Child abuse is the abuse of a child under the age of eighteen years, and all states have child abuse statutes to mandate accurate reporting. Detecting child abuse may prove challenging, and any caregivers who suspect a pattern of abuse, such as repeated visits for broken bones or bruises, should report suspicions. In order to promote quick identification and intervention in child abuse cases, the caregivers are immune from liability for any good faith reporting.
Senior abuse is a significant concern as many older adults fail to report incidents out of fear. A majority of states mandate reporting of senior abuse, which may involve anything from emotional outbursts or malnourishment to unexpected bank activity or death. Caregivers who suspect abuse are encouraged to document accurately and extensively and report suspected abuse.
Case Study: Incidents of Patient Abuse

Review each case study to learn more

Case Study 1
Abusive Search
A nurse in People v. Coe (1988) was charged with a willful violation of the public health law in connection with an allegedly abusive search of an eighty-six-year-old resident at a geriatric center and with the falsification of business records in the first degree. The resident, Mr. Gersh, had a heart disease and difficulty in expressing himself verbally. Another resident claimed that two $5 bills were missing. Nurse Coe assumed that Gersh had taken them because he had been known to take things in the past. The nurse proceeded to search Gersh, who resisted. A security guard was summoned, and another search was undertaken. When Gersh again resisted, the security guard slammed a chair down in front of him and pinned his arms while the defendant nurse searched his pockets, failing to retrieve the two $5 bills. Five minutes later, Gersh collapsed in a chair gasping for air. Coe administered cardiopulmonary resuscitation but was unsuccessful, and Gersh died.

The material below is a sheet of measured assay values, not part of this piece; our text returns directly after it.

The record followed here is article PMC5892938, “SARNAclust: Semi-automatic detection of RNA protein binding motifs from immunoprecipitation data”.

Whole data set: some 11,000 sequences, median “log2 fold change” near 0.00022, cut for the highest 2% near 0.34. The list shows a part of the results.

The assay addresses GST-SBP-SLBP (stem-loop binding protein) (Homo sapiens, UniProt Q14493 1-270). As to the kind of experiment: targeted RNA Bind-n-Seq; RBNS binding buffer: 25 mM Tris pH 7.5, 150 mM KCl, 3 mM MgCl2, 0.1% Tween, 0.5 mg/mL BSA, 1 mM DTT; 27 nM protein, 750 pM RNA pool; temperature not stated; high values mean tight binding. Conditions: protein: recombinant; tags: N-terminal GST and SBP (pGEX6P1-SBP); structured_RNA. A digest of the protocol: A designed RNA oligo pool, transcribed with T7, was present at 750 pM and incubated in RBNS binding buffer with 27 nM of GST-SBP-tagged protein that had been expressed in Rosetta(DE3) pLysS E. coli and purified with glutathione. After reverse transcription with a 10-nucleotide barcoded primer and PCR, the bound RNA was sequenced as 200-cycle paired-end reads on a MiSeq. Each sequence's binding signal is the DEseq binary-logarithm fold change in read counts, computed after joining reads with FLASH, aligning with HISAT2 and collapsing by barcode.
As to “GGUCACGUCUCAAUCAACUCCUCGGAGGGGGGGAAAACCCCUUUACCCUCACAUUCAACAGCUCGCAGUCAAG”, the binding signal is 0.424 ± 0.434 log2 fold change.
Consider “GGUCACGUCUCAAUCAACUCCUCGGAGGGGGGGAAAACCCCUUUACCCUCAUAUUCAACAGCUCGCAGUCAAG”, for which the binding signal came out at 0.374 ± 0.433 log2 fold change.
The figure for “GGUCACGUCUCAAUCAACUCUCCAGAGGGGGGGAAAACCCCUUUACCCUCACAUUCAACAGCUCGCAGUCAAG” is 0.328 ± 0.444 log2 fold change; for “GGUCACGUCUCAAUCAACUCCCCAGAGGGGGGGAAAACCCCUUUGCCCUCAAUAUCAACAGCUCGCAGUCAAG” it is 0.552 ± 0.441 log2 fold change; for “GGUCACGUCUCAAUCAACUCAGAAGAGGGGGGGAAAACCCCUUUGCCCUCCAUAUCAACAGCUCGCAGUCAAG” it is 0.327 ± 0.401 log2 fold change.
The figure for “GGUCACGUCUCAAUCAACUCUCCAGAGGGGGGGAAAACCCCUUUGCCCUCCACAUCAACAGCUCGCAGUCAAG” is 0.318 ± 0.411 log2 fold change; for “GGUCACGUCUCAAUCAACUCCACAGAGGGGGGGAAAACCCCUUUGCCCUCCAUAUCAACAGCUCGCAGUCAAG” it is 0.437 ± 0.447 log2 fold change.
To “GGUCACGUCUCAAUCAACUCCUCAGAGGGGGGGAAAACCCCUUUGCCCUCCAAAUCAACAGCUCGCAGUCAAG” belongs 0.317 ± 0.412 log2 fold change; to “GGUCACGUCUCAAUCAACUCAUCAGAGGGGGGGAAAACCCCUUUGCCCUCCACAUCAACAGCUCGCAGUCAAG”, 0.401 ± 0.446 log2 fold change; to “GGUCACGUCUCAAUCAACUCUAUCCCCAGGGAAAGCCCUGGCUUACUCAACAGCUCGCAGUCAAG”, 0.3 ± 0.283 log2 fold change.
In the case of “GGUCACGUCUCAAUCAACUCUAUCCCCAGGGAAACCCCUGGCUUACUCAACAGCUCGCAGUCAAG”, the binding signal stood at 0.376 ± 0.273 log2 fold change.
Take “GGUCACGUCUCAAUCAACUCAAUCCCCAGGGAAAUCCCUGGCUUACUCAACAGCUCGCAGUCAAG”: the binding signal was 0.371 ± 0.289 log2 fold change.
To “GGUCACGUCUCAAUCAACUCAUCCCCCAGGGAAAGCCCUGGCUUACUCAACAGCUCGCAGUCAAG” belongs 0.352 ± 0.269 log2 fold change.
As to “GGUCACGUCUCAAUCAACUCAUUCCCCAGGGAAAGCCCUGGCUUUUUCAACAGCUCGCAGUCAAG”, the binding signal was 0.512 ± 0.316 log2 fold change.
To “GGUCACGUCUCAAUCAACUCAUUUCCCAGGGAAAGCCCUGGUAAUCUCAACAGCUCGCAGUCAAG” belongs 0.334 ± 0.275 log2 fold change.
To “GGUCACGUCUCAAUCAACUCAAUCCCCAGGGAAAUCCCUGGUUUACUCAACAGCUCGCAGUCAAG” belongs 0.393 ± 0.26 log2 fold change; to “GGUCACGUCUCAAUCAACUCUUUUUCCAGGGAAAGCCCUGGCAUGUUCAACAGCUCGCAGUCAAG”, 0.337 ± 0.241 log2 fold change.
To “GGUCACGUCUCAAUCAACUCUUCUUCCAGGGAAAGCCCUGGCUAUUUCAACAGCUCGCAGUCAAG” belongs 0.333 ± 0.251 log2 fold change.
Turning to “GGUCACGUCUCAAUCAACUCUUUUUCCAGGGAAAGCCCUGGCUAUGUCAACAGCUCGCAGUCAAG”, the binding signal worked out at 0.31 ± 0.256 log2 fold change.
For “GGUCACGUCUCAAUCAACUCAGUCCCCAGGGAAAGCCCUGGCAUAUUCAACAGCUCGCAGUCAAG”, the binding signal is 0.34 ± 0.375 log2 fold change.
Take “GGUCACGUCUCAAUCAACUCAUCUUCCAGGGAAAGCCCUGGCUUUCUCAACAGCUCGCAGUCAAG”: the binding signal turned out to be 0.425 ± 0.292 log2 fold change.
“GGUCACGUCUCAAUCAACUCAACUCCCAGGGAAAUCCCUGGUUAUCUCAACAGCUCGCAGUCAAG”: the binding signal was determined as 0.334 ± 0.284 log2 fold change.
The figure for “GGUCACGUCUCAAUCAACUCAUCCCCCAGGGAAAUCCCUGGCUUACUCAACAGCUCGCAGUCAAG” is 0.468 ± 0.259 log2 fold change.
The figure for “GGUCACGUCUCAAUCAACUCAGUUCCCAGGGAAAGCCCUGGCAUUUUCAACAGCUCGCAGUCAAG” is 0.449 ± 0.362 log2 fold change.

Coe was charged with violation of the New York Penal Law for falsifying records because of the defendant’s “omission” of the facts relating to the search of Gersh. These facts were considered relevant and should have been included in the nurse’s notes regarding this incident. The first sentence states, “Observed resident was extremely confused and talks incoherently. Suddenly this became unresponsive …” This statement is simply false. It could only be true if some reference to the search and the loud noise was included. A motion was made to dismiss the indictment at the end of the trial.